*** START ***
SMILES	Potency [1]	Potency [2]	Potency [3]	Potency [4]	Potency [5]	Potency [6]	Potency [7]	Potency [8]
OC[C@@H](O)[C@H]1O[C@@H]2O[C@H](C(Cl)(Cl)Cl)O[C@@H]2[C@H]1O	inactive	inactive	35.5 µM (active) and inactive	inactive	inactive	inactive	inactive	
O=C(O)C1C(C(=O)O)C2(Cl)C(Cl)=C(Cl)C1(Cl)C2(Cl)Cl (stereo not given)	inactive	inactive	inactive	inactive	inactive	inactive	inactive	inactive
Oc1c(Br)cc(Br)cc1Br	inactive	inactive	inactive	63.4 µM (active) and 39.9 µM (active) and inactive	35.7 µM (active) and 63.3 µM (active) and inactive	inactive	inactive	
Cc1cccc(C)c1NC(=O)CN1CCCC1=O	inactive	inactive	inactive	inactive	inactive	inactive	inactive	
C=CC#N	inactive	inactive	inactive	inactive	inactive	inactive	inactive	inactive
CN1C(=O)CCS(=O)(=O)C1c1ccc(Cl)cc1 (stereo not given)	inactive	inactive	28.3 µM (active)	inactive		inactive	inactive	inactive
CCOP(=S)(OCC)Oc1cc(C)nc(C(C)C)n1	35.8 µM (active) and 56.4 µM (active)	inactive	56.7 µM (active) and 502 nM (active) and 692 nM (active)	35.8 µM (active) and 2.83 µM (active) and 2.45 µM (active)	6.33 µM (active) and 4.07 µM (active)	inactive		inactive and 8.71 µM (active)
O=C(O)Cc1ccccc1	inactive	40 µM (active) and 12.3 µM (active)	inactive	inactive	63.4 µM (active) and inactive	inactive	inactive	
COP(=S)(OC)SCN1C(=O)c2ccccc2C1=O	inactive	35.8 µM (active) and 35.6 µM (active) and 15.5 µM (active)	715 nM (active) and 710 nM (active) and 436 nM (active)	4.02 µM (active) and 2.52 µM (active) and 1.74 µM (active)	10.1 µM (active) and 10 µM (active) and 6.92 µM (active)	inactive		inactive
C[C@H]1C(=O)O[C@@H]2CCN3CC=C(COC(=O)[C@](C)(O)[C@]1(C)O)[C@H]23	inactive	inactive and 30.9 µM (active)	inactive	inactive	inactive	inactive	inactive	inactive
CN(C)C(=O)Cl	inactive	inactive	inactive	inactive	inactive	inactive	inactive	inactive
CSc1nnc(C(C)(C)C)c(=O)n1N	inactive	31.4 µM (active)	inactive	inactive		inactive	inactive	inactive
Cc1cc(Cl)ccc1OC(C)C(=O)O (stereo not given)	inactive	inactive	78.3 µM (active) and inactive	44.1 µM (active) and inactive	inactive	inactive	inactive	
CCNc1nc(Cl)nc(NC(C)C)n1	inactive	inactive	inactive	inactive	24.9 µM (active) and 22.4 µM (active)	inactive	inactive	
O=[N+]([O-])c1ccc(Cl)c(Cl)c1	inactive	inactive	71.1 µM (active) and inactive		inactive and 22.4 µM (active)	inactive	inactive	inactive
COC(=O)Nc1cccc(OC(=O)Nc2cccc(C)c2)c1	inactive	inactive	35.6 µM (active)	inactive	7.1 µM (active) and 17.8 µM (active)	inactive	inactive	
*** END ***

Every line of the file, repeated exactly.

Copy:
SMILES	Potency [1]	Potency [2]	Potency [3]	Potency [4]	Potency [5]	Potency [6]	Potency [7]	Potency [8]
OC[C@@H](O)[C@H]1O[C@@H]2O[C@H](C(Cl)(Cl)Cl)O[C@@H]2[C@H]1O	inactive	inactive	35.5 µM (active) and inactive	inactive	inactive	inactive	inactive	
O=C(O)C1C(C(=O)O)C2(Cl)C(Cl)=C(Cl)C1(Cl)C2(Cl)Cl (stereo not given)	inactive	inactive	inactive	inactive	inactive	inactive	inactive	inactive
Oc1c(Br)cc(Br)cc1Br	inactive	inactive	inactive	63.4 µM (active) and 39.9 µM (active) and inactive	35.7 µM (active) and 63.3 µM (active) and inactive	inactive	inactive	
Cc1cccc(C)c1NC(=O)CN1CCCC1=O	inactive	inactive	inactive	inactive	inactive	inactive	inactive	
C=CC#N	inactive	inactive	inactive	inactive	inactive	inactive	inactive	inactive
CN1C(=O)CCS(=O)(=O)C1c1ccc(Cl)cc1 (stereo not given)	inactive	inactive	28.3 µM (active)	inactive		inactive	inactive	inactive
CCOP(=S)(OCC)Oc1cc(C)nc(C(C)C)n1	35.8 µM (active) and 56.4 µM (active)	inactive	56.7 µM (active) and 502 nM (active) and 692 nM (active)	35.8 µM (active) and 2.83 µM (active) and 2.45 µM (active)	6.33 µM (active) and 4.07 µM (active)	inactive		inactive and 8.71 µM (active)
O=C(O)Cc1ccccc1	inactive	40 µM (active) and 12.3 µM (active)	inactive	inactive	63.4 µM (active) and inactive	inactive	inactive	
COP(=S)(OC)SCN1C(=O)c2ccccc2C1=O	inactive	35.8 µM (active) and 35.6 µM (active) and 15.5 µM (active)	715 nM (active) and 710 nM (active) and 436 nM (active)	4.02 µM (active) and 2.52 µM (active) and 1.74 µM (active)	10.1 µM (active) and 10 µM (active) and 6.92 µM (active)	inactive		inactive
C[C@H]1C(=O)O[C@@H]2CCN3CC=C(COC(=O)[C@](C)(O)[C@]1(C)O)[C@H]23	inactive	inactive and 30.9 µM (active)	inactive	inactive	inactive	inactive	inactive	inactive
CN(C)C(=O)Cl	inactive	inactive	inactive	inactive	inactive	inactive	inactive	inactive
CSc1nnc(C(C)(C)C)c(=O)n1N	inactive	31.4 µM (active)	inactive	inactive		inactive	inactive	inactive
Cc1cc(Cl)ccc1OC(C)C(=O)O (stereo not given)	inactive	inactive	78.3 µM (active) and inactive	44.1 µM (active) and inactive	inactive	inactive	inactive	
CCNc1nc(Cl)nc(NC(C)C)n1	inactive	inactive	inactive	inactive	24.9 µM (active) and 22.4 µM (active)	inactive	inactive	
O=[N+]([O-])c1ccc(Cl)c(Cl)c1	inactive	inactive	71.1 µM (active) and inactive		inactive and 22.4 µM (active)	inactive	inactive	inactive
COC(=O)Nc1cccc(OC(=O)Nc2cccc(C)c2)c1	inactive	inactive	35.6 µM (active)	inactive	7.1 µM (active) and 17.8 µM (active)	inactive	inactive	